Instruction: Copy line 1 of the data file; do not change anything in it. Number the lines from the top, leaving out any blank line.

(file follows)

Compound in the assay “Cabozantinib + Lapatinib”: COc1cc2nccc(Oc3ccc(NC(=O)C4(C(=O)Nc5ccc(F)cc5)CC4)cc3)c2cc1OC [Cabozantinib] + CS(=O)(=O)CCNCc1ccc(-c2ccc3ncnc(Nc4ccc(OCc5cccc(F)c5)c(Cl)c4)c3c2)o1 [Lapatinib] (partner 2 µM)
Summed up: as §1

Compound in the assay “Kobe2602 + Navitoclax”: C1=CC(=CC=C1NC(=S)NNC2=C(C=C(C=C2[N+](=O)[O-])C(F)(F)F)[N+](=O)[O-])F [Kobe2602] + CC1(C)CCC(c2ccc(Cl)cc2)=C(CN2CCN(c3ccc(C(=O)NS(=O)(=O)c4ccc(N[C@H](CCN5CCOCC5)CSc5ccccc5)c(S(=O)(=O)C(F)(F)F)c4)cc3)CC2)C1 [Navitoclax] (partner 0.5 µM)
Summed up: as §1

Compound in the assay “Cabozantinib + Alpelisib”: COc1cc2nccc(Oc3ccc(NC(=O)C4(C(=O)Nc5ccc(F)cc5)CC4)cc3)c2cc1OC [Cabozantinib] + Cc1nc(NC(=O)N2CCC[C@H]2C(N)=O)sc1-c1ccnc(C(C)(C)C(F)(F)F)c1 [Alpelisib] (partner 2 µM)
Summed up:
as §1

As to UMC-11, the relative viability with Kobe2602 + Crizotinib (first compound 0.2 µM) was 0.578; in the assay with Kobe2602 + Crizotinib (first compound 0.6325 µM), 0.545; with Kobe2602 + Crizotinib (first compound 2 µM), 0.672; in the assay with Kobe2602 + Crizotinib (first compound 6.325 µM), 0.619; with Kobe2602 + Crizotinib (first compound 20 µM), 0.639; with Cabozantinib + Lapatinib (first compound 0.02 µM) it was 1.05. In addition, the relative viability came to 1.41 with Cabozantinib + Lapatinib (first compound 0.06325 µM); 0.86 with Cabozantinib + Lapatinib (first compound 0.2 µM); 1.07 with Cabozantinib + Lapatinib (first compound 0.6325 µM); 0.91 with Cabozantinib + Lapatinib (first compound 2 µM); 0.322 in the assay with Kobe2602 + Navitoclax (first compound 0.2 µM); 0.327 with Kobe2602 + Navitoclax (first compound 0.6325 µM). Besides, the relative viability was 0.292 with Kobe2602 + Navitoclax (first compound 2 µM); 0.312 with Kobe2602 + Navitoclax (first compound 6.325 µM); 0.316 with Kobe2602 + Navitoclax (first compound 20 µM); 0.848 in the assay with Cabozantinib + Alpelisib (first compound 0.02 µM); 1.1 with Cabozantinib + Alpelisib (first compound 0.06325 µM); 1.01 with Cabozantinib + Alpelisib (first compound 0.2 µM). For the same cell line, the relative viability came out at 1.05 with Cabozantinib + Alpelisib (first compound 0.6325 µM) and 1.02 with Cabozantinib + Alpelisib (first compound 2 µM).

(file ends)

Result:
Compound in the assay “Cabozantinib + Lapatinib”: COc1cc2nccc(Oc3ccc(NC(=O)C4(C(=O)Nc5ccc(F)cc5)CC4)cc3)c2cc1OC [Cabozantinib] + CS(=O)(=O)CCNCc1ccc(-c2ccc3ncnc(Nc4ccc(OCc5cccc(F)c5)c(Cl)c4)c3c2)o1 [Lapatinib] (partner 2 µM)